Over the past decade, South End has grown into one of Charlotte’s most dynamic places, transitioning from a predominately commercial and industrial area into a creative design district and vibrant urban residential neighborhood. Its close proximity to Uptown, major highways and access to the light rail line provides the convenience and momentum for sustained growth. Spurred on by a strong rebound from the recession, South End’s population has grown to an estimated 8,000 residents with over 3,500 housing units actively under construction or delivered within 2015 alone. While much of this growth has been primarily driven by new housing, recently several office and retail-oriented projects have been developed, contributing more balanced land use.
South End Vision Plan (2016-17)
The South End Vision Plan is a new effort driven by Charlotte Center City Partners and the Charlotte Planning Department, focused on guiding the future growth and development of South End.
During Fall 2016 and Spring 2017, Charlotte Center City Partners, the Charlotte-Mecklenburg Planning Department, and stakeholders from the South End community worked with urban design firm Stantec to design the South End Vision Plan.
Join us on Tuesday, July 25th for a community event to learn about the draft of the South End Vision Plan, recommendations for future planning and urban design decisions and the results of the South Boulevard and South Tryon Street Corridor Studies that include short term pedestrian safety measures that will be implemented right away.
The meeting is free and open to everyone who lives, works, or spends time in South End and cares about its future. Transit & B-cycle access is located one block away from the Barrel Room at the New Bern Blue Line station. Automobile & bicycle parking are available at Triple C Brewing Company and along Griffith Street and Fairwood Avenue.
Background: 2012 South End Strategic Plan
In early 2012, a Three-Year Strategic Plan for South End was prepared and subsequently adopted by the Charlotte Center City Partners (CCCP) Board of Directors to articulate a new vision and set actionable goals for neighborhood growth and development.
The six goals, developed through a serious of community surveys and extensive stakeholder interviews, are:
• Develop Camden Road as the natural neighborhood center.
• Nurture authentic neighborhood retail.
• Plan and develop a public realm of parks, open space, and recreation activities.
• Improve neighborhood connectivity.
• Raise the development bar.
• Keep South End accessible to those who make it great.
Along with each goal, a series of recommendations and actions were proposed and included in Charlotte Center City Partners’ work plan. While many of the strategies have been implemented, work on others are still underway and have yet to be accomplished. The sheer pace of continued growth has allowed for some of the recommendations to be acted on, such as the continued development and build out of the Rail Trail, while others, such as the need for ‘raising the bar’ via higher design standards, are unfulfilled.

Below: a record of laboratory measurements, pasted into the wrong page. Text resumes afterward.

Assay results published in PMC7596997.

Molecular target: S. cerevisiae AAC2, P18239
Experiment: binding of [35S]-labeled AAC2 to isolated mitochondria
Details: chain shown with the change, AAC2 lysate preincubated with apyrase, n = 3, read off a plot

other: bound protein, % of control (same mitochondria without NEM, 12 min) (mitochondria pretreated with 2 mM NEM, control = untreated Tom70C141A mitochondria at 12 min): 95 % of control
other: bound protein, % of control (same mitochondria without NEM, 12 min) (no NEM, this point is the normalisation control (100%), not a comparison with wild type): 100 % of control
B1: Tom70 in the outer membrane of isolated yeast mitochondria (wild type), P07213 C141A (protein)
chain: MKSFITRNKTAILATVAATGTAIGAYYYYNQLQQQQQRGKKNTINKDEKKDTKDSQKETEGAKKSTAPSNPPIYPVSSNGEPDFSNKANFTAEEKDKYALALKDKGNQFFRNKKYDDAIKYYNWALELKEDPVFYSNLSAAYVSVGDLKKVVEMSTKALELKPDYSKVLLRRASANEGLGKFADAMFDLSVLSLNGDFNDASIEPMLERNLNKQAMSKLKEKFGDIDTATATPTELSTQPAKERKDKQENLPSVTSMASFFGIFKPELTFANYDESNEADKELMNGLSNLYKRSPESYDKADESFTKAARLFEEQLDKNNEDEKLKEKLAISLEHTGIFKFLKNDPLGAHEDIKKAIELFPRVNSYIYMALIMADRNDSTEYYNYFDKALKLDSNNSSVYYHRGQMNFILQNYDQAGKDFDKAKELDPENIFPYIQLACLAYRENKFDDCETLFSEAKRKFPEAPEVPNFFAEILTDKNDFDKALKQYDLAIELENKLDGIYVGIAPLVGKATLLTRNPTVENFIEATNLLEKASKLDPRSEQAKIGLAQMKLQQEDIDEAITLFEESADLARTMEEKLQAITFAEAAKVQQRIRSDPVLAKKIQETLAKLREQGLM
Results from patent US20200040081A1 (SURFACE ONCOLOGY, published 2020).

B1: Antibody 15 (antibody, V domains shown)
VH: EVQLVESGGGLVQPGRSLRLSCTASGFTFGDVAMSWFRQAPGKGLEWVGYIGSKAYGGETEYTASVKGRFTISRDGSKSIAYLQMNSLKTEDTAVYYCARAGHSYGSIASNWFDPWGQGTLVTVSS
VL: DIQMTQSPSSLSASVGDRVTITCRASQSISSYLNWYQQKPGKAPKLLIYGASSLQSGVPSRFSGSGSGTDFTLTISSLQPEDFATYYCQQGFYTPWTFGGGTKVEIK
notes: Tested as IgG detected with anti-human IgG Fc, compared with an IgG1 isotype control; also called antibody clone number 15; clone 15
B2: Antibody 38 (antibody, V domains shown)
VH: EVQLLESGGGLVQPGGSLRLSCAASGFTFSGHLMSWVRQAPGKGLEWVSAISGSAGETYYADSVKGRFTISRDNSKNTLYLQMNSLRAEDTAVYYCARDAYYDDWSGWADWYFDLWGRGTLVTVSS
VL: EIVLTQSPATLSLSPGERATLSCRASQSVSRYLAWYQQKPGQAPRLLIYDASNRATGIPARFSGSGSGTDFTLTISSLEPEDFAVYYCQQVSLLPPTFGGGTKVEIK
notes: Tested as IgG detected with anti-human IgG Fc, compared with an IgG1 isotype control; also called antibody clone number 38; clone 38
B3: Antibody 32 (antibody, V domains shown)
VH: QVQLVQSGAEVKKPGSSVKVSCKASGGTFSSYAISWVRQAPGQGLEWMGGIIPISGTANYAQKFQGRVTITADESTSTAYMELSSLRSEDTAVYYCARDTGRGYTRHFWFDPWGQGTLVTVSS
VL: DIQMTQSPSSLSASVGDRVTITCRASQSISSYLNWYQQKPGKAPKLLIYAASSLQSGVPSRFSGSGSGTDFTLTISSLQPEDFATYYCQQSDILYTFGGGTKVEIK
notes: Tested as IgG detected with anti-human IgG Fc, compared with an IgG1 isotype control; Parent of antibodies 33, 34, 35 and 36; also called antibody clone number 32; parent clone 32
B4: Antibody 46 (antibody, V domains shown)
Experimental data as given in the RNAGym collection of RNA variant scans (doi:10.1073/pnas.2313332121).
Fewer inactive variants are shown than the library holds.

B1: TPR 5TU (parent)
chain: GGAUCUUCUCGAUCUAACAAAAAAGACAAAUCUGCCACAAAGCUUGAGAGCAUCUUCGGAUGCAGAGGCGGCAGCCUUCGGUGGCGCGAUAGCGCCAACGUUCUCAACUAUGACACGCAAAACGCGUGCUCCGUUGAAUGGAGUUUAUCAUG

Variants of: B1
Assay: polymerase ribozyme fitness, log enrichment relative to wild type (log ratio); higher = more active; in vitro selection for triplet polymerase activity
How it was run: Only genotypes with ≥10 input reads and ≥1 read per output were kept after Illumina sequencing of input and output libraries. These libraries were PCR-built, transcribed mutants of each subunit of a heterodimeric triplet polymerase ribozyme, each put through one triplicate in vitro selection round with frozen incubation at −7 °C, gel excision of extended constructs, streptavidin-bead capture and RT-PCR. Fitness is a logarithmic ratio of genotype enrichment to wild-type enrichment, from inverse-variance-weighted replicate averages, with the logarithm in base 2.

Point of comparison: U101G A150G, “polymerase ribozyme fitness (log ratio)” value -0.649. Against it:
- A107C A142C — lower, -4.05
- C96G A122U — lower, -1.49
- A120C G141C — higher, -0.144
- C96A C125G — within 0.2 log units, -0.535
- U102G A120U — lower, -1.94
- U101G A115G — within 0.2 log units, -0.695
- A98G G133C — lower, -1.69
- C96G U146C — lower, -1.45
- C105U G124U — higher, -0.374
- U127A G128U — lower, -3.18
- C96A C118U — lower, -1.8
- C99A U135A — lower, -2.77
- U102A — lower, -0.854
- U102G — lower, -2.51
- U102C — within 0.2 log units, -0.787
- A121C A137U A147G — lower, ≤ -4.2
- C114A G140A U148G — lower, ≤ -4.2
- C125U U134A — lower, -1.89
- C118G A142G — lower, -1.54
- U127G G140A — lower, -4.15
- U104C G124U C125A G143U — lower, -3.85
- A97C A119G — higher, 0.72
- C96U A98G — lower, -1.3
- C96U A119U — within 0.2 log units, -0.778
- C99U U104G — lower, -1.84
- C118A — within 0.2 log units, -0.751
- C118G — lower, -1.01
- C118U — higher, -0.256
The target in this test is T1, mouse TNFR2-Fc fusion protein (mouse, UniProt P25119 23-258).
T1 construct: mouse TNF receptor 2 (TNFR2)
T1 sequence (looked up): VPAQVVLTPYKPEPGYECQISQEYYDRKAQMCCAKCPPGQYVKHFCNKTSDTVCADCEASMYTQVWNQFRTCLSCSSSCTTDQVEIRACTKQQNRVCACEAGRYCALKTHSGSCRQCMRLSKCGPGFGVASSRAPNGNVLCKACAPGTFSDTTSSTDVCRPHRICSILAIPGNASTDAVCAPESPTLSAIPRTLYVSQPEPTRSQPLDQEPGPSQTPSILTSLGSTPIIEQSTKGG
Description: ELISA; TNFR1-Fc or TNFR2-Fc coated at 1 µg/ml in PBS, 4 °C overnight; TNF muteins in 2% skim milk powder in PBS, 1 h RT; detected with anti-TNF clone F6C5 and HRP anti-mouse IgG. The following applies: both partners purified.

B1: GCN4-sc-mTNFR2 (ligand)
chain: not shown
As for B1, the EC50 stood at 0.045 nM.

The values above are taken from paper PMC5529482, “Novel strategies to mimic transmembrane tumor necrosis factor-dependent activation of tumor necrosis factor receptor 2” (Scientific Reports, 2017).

New Vision, Urban Design Guidelines & Strategies
With a rapidly growing population, proximity to Uptown and the Blue Line, and with many underutilized, well-located parcels and sites still available, developers will continue to be interested in South End. For the neighborhood to become an even more vibrant place, to capitalize on its real estate value, and to maximize its potential as Charlotte’s most walkable, transit-oriented neighborhood, the community must articulate a new vision for how South End should grow and develop. It is time to take a new, critical look at the strategies and recommendations outlined in the 2012 South End Strategic Plan, re-evaluate organizational priorities of Charlotte Center City Partners’ plan of work, and establish a community-driven vision for the continued development of South End.
A new vision and accompanying guidelines should address, among other things – street frontages and ground floor activity, building form and massing, as well as identification of and location for appropriate use(s). The plan will:
- Serve as a benchmark, providing urban design guidelines and community-driven standards for planners and government officials when reviewing potential projects in the neighborhood; and
- Seek to establish a set of higher urban design standards across the entire neighborhood that emphasize preserving and enhancing the existing character of sub-areas like Lower South End with its unique mix of single story brick warehouses and curvilinear streets, or for the Gold District with its dynamic mix of uses and potential for strategic infill and structural upfit.
A tangible vision for South End and these multiple sub-areas will be illustrated and include actionable recommendations and strategies for implementation. The sub-areas include but are not limited to:
- Gold District (bound by Morehead, Mint, Summit and Church Streets)
- Camden Square
- Lower South End (area surrounding the New Bern Blue Line station)
- South Boulevard
- South Tryon
For more information about the South End Vision Plan, contact Klint Mullis.